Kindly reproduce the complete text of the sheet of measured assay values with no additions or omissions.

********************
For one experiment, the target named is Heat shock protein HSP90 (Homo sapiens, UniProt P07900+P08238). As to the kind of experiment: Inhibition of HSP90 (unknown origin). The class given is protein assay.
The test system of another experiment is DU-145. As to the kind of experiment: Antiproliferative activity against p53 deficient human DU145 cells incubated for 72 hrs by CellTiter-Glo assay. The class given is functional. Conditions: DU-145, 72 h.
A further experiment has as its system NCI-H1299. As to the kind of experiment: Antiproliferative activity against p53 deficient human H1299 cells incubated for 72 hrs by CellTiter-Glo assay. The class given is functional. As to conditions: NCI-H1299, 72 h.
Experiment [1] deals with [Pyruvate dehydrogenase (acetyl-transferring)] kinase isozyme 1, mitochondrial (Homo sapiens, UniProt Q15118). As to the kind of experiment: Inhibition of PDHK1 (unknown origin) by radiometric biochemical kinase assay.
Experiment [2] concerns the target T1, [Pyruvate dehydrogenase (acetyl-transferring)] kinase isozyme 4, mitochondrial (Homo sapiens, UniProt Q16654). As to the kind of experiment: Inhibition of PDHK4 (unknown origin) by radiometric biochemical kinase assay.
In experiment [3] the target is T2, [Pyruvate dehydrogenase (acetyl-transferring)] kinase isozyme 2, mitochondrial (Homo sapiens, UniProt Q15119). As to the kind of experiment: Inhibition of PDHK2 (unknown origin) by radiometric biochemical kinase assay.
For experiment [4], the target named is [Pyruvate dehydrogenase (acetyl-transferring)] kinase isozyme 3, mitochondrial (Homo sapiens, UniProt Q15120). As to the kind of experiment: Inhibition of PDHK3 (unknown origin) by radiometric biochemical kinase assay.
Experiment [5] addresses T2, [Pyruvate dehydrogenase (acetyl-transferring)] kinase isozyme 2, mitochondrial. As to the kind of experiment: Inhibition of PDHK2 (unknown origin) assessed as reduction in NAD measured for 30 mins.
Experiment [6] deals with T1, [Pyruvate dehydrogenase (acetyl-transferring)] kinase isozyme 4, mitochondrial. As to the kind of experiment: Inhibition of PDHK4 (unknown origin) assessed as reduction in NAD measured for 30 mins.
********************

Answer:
For one experiment, the target named is Heat shock protein HSP90 (Homo sapiens, UniProt P07900+P08238). As to the kind of experiment: Inhibition of HSP90 (unknown origin). The class given is protein assay.
The test system of another experiment is DU-145. As to the kind of experiment: Antiproliferative activity against p53 deficient human DU145 cells incubated for 72 hrs by CellTiter-Glo assay. The class given is functional. Conditions: DU-145, 72 h.
A further experiment has as its system NCI-H1299. As to the kind of experiment: Antiproliferative activity against p53 deficient human H1299 cells incubated for 72 hrs by CellTiter-Glo assay. The class given is functional. As to conditions: NCI-H1299, 72 h.
Experiment [1] deals with [Pyruvate dehydrogenase (acetyl-transferring)] kinase isozyme 1, mitochondrial (Homo sapiens, UniProt Q15118). As to the kind of experiment: Inhibition of PDHK1 (unknown origin) by radiometric biochemical kinase assay.
Experiment [2] concerns the target T1, [Pyruvate dehydrogenase (acetyl-transferring)] kinase isozyme 4, mitochondrial (Homo sapiens, UniProt Q16654). As to the kind of experiment: Inhibition of PDHK4 (unknown origin) by radiometric biochemical kinase assay.
In experiment [3] the target is T2, [Pyruvate dehydrogenase (acetyl-transferring)] kinase isozyme 2, mitochondrial (Homo sapiens, UniProt Q15119). As to the kind of experiment: Inhibition of PDHK2 (unknown origin) by radiometric biochemical kinase assay.
For experiment [4], the target named is [Pyruvate dehydrogenase (acetyl-transferring)] kinase isozyme 3, mitochondrial (Homo sapiens, UniProt Q15120). As to the kind of experiment: Inhibition of PDHK3 (unknown origin) by radiometric biochemical kinase assay.
Experiment [5] addresses T2, [Pyruvate dehydrogenase (acetyl-transferring)] kinase isozyme 2, mitochondrial. As to the kind of experiment: Inhibition of PDHK2 (unknown origin) assessed as reduction in NAD measured for 30 mins.
Experiment [6] deals with T1, [Pyruvate dehydrogenase (acetyl-transferring)] kinase isozyme 4, mitochondrial. As to the kind of experiment: Inhibition of PDHK4 (unknown origin) assessed as reduction in NAD measured for 30 mins.